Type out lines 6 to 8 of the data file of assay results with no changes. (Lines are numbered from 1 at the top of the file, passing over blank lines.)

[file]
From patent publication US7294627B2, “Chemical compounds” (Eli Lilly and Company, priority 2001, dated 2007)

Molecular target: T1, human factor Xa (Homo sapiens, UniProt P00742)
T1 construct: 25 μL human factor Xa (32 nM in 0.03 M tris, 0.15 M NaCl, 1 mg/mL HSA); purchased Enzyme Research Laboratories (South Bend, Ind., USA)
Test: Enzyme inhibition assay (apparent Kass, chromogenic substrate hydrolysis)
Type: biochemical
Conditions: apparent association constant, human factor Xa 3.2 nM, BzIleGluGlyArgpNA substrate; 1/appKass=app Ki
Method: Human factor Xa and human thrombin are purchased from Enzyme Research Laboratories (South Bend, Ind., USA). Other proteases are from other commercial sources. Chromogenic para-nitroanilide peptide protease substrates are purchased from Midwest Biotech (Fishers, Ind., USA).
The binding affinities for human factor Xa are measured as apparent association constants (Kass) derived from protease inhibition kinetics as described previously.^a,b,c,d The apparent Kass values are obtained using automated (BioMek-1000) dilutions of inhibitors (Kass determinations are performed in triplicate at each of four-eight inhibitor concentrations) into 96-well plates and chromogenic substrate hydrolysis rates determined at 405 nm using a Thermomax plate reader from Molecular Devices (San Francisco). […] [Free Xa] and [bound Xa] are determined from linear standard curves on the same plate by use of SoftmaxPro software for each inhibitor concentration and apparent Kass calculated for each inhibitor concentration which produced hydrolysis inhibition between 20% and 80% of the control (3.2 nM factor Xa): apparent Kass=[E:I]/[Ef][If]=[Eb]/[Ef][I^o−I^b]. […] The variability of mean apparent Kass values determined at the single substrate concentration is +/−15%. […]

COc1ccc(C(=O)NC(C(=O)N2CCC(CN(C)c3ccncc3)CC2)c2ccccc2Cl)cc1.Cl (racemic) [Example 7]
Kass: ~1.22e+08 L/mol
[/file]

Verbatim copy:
Conditions: apparent association constant, human factor Xa 3.2 nM, BzIleGluGlyArgpNA substrate; 1/appKass=app Ki
Method: Human factor Xa and human thrombin are purchased from Enzyme Research Laboratories (South Bend, Ind., USA). Other proteases are from other commercial sources. Chromogenic para-nitroanilide peptide protease substrates are purchased from Midwest Biotech (Fishers, Ind., USA).
The binding affinities for human factor Xa are measured as apparent association constants (Kass) derived from protease inhibition kinetics as described previously.^a,b,c,d The apparent Kass values are obtained using automated (BioMek-1000) dilutions of inhibitors (Kass determinations are performed in triplicate at each of four-eight inhibitor concentrations) into 96-well plates and chromogenic substrate hydrolysis rates determined at 405 nm using a Thermomax plate reader from Molecular Devices (San Francisco). […] [Free Xa] and [bound Xa] are determined from linear standard curves on the same plate by use of SoftmaxPro software for each inhibitor concentration and apparent Kass calculated for each inhibitor concentration which produced hydrolysis inhibition between 20% and 80% of the control (3.2 nM factor Xa): apparent Kass=[E:I]/[Ef][If]=[Eb]/[Ef][I^o−I^b]. […] The variability of mean apparent Kass values determined at the single substrate concentration is +/−15%. […]